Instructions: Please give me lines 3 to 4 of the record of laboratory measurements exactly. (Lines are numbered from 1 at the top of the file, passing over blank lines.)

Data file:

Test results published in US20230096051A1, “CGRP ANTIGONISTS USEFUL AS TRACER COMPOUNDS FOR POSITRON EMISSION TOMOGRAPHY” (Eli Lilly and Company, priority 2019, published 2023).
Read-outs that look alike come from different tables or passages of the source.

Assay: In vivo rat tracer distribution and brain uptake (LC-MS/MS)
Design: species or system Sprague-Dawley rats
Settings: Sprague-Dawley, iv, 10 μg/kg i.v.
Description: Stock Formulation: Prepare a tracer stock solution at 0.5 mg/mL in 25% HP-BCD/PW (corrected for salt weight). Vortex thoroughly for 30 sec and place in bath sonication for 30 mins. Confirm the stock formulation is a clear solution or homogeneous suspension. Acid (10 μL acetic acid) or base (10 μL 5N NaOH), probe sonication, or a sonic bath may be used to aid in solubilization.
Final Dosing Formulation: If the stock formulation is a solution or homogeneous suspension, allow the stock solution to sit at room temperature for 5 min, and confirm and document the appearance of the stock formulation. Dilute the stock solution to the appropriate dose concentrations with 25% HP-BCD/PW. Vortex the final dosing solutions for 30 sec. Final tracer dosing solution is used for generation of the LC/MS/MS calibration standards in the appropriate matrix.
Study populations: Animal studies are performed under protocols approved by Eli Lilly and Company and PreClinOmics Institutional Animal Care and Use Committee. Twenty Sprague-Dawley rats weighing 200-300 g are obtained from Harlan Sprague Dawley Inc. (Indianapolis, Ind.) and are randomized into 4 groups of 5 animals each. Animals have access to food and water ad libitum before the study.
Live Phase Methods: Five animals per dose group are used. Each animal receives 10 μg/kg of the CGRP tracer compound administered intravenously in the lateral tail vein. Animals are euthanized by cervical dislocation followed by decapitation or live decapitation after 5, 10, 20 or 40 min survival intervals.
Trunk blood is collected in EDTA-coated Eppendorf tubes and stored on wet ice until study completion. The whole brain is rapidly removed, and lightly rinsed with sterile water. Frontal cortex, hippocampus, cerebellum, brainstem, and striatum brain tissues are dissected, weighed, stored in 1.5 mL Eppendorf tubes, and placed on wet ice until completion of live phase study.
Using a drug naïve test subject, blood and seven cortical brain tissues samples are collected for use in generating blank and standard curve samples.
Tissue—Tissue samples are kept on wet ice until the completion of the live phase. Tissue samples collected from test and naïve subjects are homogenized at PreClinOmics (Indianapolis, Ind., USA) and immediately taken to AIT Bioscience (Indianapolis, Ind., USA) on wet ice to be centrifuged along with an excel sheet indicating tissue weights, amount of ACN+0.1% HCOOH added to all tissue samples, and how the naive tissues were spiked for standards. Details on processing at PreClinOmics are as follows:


Assay: In vivo rat tracer distribution and brain uptake (LC-MS/MS)
Design: species or system Sprague-Dawley rats